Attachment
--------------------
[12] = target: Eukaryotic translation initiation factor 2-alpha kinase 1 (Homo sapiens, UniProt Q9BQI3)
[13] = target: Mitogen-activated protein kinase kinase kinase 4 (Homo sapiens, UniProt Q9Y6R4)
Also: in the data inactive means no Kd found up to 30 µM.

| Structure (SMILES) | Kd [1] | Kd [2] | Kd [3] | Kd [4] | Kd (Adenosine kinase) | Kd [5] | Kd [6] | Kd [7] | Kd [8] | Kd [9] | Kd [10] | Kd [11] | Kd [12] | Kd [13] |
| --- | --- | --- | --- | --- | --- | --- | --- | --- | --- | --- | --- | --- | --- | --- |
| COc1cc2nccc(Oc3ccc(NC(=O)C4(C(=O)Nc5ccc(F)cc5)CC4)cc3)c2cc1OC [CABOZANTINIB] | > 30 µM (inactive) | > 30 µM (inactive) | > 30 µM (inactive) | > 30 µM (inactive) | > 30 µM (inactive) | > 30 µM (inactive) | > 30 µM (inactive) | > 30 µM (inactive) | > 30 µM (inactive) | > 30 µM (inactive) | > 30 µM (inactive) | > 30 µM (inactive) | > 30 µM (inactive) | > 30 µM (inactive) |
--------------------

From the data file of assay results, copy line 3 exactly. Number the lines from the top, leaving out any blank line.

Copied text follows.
Also: in the data inactive means no Kd found up to 30 µM.